|Do you know where your variables are?|
Re^10: Thread terminating abnormally COND_SIGNAL(6)by rmahin (Beadle)
|on Jul 18, 2013 at 17:51 UTC||Need Help??|
Seriously awesome insights, and you've touched on one of the design decisions we made a while back.
Jobs get queued to resource specific queues.
We discussed this at great length, and decided on our current approach for one main reason (that i dont think i really mentioned before): When a job is first issued, it does not necessarily have to be set for a specific resource, but it could have a list of resource that are an adequate match. This being the case, we could still definitely make it work, but just werent entirely happy with some of the caveats. We saw two main approaches to tackling this:
With those points in mind, do you still think multiple resource specific queues would be the best approach? Legitimately curious. I do however see your point about there being a bottlneck in our queue, but with the current implementation, I dont really think its quite as bad as you say.
If you have a lot of jobs queued for popular (or slow; or both) resources at the head of your queue; you are going to be constantly polling over those pending jobs and querying the DB for the resource status;
Because again we only query the database one time per pass over the array, not each individual element. After we do that, and build our hash of the available resources, wouldn't checking the jobs be relatively quick? I'm not saying this trying to cling to my current implementation, but I just dont see how querying the database once, building a hash, and checking each node in the single queue would be drastically slower than dequeueing constantly, and checking the database every time.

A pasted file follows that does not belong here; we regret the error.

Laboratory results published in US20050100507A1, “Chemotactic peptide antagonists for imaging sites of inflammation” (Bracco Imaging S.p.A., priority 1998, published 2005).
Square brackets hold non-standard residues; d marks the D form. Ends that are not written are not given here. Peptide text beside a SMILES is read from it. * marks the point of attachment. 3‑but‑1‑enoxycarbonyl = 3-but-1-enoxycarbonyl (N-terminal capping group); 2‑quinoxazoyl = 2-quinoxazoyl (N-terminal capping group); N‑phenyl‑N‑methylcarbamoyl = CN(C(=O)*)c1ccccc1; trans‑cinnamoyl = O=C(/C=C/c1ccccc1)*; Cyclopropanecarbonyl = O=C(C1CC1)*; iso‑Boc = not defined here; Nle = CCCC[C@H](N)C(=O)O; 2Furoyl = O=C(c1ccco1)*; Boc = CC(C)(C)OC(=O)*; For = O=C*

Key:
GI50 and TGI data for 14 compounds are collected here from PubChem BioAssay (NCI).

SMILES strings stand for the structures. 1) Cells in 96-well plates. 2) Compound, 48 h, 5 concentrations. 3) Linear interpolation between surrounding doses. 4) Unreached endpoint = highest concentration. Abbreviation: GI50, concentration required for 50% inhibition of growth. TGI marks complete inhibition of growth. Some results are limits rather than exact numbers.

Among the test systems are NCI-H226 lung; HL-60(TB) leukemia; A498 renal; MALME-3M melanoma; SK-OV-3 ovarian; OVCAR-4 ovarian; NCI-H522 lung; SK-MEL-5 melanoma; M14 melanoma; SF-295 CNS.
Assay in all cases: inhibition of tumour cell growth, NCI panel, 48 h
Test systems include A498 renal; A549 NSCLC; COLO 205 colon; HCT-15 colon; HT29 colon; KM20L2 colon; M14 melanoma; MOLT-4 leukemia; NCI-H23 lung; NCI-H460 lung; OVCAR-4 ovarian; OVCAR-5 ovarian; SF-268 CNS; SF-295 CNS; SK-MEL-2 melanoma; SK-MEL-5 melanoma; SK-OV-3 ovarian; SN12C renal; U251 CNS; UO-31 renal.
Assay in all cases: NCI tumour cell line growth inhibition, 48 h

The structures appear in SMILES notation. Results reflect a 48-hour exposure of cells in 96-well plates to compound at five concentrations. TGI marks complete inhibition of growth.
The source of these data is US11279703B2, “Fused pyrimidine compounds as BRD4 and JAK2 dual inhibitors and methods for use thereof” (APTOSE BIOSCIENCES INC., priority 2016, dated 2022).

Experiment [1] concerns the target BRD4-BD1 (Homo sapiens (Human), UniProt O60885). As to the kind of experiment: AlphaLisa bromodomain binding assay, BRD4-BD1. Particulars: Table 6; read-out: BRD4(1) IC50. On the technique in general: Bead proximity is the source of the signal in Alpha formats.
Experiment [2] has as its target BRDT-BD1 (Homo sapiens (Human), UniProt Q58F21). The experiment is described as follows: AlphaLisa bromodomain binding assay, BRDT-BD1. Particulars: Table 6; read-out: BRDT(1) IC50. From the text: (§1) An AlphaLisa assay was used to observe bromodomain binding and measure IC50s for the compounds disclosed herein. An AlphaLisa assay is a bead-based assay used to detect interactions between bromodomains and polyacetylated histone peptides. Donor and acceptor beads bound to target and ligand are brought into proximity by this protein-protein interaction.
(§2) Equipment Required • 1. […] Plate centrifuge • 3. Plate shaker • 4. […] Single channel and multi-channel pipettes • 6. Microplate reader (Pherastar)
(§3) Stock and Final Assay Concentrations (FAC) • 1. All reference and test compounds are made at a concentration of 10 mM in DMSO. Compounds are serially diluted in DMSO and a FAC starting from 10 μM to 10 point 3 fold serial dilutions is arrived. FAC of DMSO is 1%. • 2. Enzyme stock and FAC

(This is just me thinking how I would avoid your undefined jobnode issue. If you're happy with your current solution, stick with it.:)
Yeah, i appreciate the advice, I wouldnt say im thrilled with it, but I think it would take a decent bit of time to rework this aspect, and at the moment I'm just not seeing the benefits justifying it. (Although the code would be much prettier :( )
You had me at:
So don't queue nodes; queue node ids.
Genius. Again, ashamed I did not think of this. Shouldn't be terribly difficult to implement either.
This next bit is speculative and would require careful thought and analysis; but if your architecture lends itself, you may even avoid the need to do locking on %nodes.
Definitely an intriguing idea. I'll keep this in mind, but think i'll have to get stuff working without before really investigating this aspect :P
I can almost feel your frustration as you read this and are thinking: "But I'd have to re-write the whole damn thing"! If it doesn't work for you, just don't do it! You don't even have to tell me :)
Quite the contrary, I am a fresh CS graduate and do not work with any programming (let alone perl) experts. I'm happy for the suggestions and advice. Only way to learn.